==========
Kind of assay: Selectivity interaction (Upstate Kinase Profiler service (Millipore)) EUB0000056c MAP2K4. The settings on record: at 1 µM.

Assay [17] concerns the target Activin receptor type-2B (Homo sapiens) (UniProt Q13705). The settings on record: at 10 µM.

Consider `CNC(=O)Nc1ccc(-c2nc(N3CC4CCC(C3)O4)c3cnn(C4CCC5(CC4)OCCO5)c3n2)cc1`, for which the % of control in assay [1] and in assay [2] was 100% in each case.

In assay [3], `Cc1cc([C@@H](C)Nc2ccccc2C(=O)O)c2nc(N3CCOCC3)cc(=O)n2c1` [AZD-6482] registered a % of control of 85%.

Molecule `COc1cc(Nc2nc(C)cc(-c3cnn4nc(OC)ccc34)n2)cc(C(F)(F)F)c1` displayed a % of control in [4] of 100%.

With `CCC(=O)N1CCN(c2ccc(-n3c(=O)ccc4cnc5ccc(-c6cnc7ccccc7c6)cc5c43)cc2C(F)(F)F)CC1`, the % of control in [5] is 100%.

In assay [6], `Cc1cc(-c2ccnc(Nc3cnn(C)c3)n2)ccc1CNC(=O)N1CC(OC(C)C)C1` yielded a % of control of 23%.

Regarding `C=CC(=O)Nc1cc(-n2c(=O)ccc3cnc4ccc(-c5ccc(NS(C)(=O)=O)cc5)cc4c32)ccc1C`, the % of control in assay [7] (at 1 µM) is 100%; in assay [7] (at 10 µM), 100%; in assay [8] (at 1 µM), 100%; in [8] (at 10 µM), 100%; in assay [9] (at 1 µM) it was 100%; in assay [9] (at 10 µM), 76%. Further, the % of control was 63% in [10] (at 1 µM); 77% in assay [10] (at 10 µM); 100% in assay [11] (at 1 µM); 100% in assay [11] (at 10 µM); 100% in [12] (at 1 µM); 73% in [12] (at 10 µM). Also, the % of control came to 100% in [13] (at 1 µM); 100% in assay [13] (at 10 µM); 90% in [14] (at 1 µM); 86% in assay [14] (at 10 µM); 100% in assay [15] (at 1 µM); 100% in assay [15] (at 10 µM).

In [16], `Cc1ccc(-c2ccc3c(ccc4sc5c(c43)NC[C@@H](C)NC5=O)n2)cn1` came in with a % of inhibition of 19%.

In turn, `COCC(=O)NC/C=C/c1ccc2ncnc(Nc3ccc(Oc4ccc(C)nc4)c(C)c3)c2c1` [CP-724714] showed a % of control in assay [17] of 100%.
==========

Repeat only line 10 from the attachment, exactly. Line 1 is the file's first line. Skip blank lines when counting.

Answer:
In turn, `COCC(=O)NC/C=C/c1ccc2ncnc(Nc3ccc(Oc4ccc(C)nc4)c(C)c3)c2c1` [CP-724714] showed a % of control in assay [17] of 100%.